- If you’re someone who’s sedentary, a good protein ratio is 0.6–0.8 grams of protein per pound of lean body mass, calculated in step #3.
- An individual who is moderately or lightly active should stick with 0.8–1.0 grams per pound of lean body mass.
- A person who wants to gain muscle (or lifts weights) will need to be in the 1.0–1.2 grams per pound of lean body mass range.
Use these ranges to determine a range for your protein needs in grams, then multiply the result by 4 for the same number in calories. For example, a moderately active female who weighs 150 pounds and has 112.5 pounds of lean body mass will need 90–112.5 grams of protein per day. Then multiply that number by 4 to calculate 360–450 calories from protein per day.
Fat: 70 – 80 %
Fat on the keto diet should make up at least 70–80% of total calories. To calculate your fat needs, add your protein and carbohydrate percentages together, then subtract from 100. The end percentage (whatever is left over) is your fat needs. Be warned: Most people are surprised just how much fat they need to consume to enter ketosis. You will need to eat large amounts of high-fat keto foods, like coconut oil, fatty fish and avocados.
Carbs: 5 – 10 %
The ketogenic diet is a very low carb diet, where net carbohydrates only make up 5–10% of your total calories (remember: Net carbs equal your total carb count minus the amount of fiber you consume). For most people, that equates to 20–50 grams per day.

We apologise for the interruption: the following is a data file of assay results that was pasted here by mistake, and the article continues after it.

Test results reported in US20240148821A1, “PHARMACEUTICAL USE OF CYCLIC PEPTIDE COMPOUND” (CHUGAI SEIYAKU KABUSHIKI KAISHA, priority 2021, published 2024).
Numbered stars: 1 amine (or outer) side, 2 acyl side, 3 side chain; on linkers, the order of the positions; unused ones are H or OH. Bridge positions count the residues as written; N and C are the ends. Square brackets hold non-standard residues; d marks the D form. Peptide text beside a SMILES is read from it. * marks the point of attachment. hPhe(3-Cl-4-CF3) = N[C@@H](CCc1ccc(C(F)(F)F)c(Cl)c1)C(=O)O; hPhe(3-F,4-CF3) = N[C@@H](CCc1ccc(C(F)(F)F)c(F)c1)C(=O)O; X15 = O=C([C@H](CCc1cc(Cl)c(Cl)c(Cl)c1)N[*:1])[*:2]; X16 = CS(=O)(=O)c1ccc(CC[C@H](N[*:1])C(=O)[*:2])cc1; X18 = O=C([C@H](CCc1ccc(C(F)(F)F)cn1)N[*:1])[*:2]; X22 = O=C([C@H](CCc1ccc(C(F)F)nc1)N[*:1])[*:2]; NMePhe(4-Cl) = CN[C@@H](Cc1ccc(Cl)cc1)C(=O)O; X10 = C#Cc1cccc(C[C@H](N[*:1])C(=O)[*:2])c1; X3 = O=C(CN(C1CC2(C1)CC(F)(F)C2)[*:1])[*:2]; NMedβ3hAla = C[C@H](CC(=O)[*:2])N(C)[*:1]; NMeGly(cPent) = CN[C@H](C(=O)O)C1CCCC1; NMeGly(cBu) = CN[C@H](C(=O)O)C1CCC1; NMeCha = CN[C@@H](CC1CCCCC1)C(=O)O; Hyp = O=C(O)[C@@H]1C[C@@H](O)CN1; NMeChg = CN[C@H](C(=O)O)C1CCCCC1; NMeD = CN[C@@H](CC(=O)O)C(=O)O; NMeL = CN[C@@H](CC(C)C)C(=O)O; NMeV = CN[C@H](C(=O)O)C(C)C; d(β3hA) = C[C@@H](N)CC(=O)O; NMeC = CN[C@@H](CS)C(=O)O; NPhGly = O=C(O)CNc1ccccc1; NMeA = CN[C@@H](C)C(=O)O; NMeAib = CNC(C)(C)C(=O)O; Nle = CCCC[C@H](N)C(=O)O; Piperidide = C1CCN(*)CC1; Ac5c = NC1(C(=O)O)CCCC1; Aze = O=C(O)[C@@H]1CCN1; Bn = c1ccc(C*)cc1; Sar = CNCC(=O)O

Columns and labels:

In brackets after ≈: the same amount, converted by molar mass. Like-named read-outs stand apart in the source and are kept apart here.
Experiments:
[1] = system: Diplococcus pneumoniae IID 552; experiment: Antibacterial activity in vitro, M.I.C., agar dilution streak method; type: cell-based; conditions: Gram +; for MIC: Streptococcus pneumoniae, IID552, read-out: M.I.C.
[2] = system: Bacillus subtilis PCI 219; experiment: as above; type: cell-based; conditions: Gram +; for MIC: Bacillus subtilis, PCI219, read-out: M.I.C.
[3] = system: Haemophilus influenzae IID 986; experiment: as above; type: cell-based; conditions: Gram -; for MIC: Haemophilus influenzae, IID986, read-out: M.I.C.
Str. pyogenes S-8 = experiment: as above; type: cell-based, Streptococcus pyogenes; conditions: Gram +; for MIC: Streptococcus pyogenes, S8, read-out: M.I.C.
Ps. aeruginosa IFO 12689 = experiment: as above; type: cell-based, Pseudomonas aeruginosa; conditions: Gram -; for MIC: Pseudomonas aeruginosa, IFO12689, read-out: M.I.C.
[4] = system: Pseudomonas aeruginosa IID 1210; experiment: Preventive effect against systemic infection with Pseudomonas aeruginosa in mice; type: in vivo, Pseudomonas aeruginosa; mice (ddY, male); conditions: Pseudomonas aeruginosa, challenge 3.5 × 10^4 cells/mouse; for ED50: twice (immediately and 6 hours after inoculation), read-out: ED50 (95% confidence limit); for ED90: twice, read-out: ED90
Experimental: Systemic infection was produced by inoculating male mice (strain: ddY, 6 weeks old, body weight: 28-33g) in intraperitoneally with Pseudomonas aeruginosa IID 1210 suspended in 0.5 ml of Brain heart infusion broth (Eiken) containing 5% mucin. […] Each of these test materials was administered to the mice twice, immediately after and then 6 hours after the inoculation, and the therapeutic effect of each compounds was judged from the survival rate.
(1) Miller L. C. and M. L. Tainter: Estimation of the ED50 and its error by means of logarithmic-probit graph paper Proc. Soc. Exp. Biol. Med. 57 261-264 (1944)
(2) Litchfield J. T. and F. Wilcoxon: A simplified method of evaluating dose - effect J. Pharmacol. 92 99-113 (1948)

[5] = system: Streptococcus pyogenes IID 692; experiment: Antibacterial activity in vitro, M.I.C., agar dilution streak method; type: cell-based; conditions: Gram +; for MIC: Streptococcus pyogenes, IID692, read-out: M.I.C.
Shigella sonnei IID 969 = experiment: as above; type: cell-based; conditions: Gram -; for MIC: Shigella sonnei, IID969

Calculate Macros for a Vegan Diet
One of the most challenging aspects of doing this diet as a vegan or vegetarian is hitting the recommended protein target, especially if you are weight training or strength training.
While eating more protein has been shown to increase the rate at which muscle mass can be added, the human body can still build muscle with fewer grams of dietary protein although the process will take longer. There are many great athletes that are vegan and you would never know it by looking at their physiques.
Since plants are often rich in fiber, vegans and vegetarians often get a lot over the course of the day. This is one of the reasons a vegan diet can be so healthy. However, if you are consuming 30-50 grams of fiber a day, you may need to eat more carbs to compensate for the indigestible nature of fiber.
On nutritional labels, fiber is included in a food item’s total carbs but much of the fiber you eat isn’t digestible and doesn’t provide the body with energy. If you are active and trying to lose weight, it’s important that you are fueling that activity properly – avoiding too much of a calorie deficit.
Vegans should really eat about 50-75% of their fiber intake back as more carbs. For example, if you eat 50 grams of fiber in a day, you should eat an additional 37.5 grams of digestible carbs to compensate for the indigestible carbs that are included in your total carb goal.
While a solid carb and fiber ratio matched with adequate protein is great way to start the basis for your vegan diet, some forget about the important role that quality fats. In order to feel satisfied with the absence of animal fats and protein, clean and quality fats sourced from plants are a great help to supplement your diet.